January 29, 2001


Provided by: NOAA
Summary authors & editors: Amber Kerr

Virga is precipitation which evaporates before reaching the ground. In this remarkable shot (taken by Charles Jackson), you can see virga falling from a hole in an altocumulus cloud deck. How's this possible? Basically, the cloud area producing the virga has lost its moisture and is no longer visible. Virga occurs with many different cloud types, and can be in the form of either rain or snow. (Its name comes from the Latin word for "streak.") It can look like wisps, streamers, or curtains, but only rarely does it fall from the middle of a uniform cloudbank as you see here.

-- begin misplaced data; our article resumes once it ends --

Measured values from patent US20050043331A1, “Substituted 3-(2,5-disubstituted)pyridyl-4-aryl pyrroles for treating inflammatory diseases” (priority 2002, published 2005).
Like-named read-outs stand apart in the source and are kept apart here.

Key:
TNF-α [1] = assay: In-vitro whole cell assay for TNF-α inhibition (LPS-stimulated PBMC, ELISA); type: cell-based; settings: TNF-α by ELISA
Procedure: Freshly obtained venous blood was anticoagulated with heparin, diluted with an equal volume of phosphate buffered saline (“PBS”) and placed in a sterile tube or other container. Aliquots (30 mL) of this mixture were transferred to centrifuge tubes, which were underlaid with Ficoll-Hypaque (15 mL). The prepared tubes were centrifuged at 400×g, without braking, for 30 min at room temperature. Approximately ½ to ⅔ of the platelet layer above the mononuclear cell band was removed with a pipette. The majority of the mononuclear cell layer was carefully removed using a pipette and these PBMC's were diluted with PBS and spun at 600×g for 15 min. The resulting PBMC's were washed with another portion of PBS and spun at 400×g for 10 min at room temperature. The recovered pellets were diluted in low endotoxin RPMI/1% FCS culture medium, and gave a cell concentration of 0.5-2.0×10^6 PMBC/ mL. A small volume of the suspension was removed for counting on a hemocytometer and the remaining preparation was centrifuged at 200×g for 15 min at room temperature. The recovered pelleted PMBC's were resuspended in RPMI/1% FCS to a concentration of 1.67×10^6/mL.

What causes virga? It occurs when the surface air is dry, causing the precipitation to evaporate in mid-air. This means that virga is most commonly seen in desert areas, such as the southwestern US. It makes sense that the air is drier beneath a cloud than inside it, thus most all precipitation falling into this drier air initially evaporates, though it's not always visible. Virga can show up as precipitation on weather radar, giving forecasters one more headache to deal with. So if the weather map shows rain, but it's not raining, go outside and look up: if you're really lucky, perhaps you'll see a scene like this!

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